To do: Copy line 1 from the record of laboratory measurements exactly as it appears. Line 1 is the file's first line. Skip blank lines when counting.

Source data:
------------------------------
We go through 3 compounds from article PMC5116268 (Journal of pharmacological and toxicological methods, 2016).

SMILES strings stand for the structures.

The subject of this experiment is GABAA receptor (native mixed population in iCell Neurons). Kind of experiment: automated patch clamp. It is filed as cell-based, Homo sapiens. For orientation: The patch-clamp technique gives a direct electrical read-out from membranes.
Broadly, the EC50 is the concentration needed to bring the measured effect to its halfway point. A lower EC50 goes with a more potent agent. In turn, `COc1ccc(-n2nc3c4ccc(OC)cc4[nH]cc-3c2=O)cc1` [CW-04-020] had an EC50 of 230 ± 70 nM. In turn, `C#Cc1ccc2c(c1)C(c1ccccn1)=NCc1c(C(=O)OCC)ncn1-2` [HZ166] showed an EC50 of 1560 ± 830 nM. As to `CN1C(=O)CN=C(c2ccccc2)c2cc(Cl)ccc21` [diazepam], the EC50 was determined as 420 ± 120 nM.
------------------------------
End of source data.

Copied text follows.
We go through 3 compounds from article PMC5116268 (Journal of pharmacological and toxicological methods, 2016).